Type of Document Dissertation Author English, Chastity Katrina Warren Author's Email Address firstname.lastname@example.org URN etd-08232010-104532 Title An Analysis of LifeKnowledge® Skills and Abilities Development within North Carolina Agriscience Education Programs as Viewed by Veteran Secondary Agriscience Educators, Agriscience Education Students, and Students’ Employers Degree PhD Department Career and Technical Education Advisory Committee
Advisor Name Title Hillison, John H. Committee Co-Chair Stewart, Daisy L. Committee Co-Chair Alston, Antoine J. Committee Member Price, William T. Jr. Committee Member Keywords
- Employability Skills
- Agriscience Education
- and FFA
Date of Defense 2010-08-12 Availability restricted AbstractThe purpose of this descriptive study was to analyze the LifeKnowledge® skills development within North Carolina agriscience education programs as viewed by veteran agriscience teachers, agriscience education students, and students’ employers. The survey population consisted of 54 veteran agriscience education teachers, of whom 49 (91%) responded. One hundred sixty-two agriscience education students, of whom 115 (71%) responded and 162 employers, of whom 95 (59%) responded. Seventy-four LifeKnowledge® skills items and the 16 LifeKnowledge® precepts were evaluated by teachers to determine how often they provided instruction and experiences related to the development of employability skills development for students. The same 74 items and 16 precepts were evaluated by students to determine the extent to which they thought participating in their agriscience education programs and FFA increased their employability and personal skills development. Employers were asked to evaluate how often they witnessed agriscience education students exhibit the LifeKnowledge® 74 items and 16 precepts within the workplace.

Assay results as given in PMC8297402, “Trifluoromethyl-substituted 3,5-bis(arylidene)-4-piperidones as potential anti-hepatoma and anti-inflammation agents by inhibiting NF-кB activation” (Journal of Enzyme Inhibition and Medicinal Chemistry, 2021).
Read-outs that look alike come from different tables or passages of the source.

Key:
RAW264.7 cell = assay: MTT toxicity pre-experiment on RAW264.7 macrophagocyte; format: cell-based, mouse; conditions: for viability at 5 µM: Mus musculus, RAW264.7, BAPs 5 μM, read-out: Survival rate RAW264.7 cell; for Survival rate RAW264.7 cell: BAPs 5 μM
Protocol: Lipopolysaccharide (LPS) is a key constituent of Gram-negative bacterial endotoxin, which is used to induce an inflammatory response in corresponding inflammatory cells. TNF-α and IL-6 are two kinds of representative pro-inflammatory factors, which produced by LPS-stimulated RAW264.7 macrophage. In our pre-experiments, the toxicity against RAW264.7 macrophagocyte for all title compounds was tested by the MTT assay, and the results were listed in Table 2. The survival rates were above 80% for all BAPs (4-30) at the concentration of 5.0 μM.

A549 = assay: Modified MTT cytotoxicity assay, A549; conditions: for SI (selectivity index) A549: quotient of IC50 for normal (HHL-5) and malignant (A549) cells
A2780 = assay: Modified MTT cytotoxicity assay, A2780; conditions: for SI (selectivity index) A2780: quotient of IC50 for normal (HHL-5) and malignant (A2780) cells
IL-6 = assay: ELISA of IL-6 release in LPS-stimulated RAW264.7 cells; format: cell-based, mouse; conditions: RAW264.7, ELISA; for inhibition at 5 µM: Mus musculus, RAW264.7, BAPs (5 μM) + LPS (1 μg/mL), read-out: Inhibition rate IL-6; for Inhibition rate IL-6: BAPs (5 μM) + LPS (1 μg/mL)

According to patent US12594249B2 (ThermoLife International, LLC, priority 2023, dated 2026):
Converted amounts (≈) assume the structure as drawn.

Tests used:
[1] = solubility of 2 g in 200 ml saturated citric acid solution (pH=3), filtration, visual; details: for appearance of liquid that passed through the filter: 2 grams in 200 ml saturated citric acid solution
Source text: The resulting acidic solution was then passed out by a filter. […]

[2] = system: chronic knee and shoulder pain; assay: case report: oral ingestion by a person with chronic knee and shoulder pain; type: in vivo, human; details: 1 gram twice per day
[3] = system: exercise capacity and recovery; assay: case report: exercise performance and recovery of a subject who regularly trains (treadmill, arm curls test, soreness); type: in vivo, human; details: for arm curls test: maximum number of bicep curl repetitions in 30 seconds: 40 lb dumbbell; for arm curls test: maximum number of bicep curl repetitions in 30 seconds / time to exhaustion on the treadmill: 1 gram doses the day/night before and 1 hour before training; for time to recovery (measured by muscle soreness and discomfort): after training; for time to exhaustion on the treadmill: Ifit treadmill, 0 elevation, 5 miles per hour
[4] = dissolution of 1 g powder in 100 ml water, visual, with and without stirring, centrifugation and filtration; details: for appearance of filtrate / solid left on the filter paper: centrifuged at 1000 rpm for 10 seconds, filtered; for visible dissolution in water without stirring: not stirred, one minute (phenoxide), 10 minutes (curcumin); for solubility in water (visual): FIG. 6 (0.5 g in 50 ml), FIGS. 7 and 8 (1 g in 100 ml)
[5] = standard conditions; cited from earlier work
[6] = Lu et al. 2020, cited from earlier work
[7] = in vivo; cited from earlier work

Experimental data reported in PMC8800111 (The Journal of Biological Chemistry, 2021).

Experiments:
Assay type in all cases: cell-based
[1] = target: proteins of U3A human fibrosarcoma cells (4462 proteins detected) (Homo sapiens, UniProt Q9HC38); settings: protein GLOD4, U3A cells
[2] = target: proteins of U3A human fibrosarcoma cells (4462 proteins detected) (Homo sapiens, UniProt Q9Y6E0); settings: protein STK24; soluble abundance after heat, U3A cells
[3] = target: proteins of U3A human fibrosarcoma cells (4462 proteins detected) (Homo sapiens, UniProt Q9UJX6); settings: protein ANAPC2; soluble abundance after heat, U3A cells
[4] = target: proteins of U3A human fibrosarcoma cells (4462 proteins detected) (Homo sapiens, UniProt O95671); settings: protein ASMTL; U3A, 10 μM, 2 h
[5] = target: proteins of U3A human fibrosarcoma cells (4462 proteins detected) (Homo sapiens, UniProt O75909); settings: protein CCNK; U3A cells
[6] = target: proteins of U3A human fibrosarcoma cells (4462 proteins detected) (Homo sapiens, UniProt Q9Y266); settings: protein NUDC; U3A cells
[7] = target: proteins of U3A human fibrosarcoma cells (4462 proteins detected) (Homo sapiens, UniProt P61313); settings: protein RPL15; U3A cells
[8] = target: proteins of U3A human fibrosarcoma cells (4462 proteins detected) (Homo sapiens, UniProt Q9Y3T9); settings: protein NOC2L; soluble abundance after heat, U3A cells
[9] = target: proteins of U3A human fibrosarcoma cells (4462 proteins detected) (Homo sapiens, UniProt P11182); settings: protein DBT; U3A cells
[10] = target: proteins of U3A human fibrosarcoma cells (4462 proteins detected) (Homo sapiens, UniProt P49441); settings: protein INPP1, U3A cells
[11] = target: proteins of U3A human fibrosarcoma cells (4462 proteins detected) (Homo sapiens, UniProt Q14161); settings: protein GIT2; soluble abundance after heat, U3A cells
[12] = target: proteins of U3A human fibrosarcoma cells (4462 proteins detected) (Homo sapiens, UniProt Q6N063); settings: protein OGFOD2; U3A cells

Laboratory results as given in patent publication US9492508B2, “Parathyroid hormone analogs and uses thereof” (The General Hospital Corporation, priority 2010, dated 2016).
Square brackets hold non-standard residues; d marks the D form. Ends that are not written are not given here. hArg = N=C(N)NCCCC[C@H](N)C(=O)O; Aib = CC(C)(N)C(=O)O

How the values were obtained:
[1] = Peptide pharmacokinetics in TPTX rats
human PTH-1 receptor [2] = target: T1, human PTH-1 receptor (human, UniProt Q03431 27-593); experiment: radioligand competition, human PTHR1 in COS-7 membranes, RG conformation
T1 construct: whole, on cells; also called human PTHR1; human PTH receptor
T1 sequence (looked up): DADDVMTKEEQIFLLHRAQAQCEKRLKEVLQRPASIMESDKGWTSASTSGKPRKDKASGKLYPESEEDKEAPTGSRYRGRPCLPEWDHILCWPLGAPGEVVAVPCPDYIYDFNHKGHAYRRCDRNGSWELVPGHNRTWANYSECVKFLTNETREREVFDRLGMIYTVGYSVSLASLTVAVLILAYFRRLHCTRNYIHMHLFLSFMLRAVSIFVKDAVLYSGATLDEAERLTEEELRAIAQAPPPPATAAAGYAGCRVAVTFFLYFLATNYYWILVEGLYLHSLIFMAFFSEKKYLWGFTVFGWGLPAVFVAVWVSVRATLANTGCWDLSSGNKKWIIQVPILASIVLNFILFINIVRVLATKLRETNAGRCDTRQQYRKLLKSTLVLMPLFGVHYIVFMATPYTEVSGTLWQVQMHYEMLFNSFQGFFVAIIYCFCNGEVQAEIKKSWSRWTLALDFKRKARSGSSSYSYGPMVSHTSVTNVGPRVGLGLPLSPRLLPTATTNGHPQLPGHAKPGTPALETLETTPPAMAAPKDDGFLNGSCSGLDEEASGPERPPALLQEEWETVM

The major findings for this study included that teachers, students, and employers were generally consistent, with a few exceptions, in their perceptions of the development and demonstration of the LifeKnowledge® skills and abilities. Statistically significant differences were found among the three groups on select LifeKnowledge® skills items and precepts. A majority of teachers reported that they regularly or often provided students instruction and experiences related to the LifeKnowledge® skills. Students reported that regularly or often their
participation in their local agriscience education programs and FFA had increased their employability and personal skills development. The employers reported that often, with a few regular observations, they witnessed students exhibiting the LifeKnowledge® skills within the workplace.
One of the major recommendations for this study is that LifeKnowledge® lessons be implemented for pre-service and in-service teachers and findings shared with the National FFA Organization. Another suggestion is that an employability skills curriculum should be developed for use across all career and technical education programs and core courses to develop students’ employability skills in response to business and industry demands. Finally, research should be conducted to determine how 4-H, career and technical student organizations, and other youth groups develop LifeKnowledge® skills.
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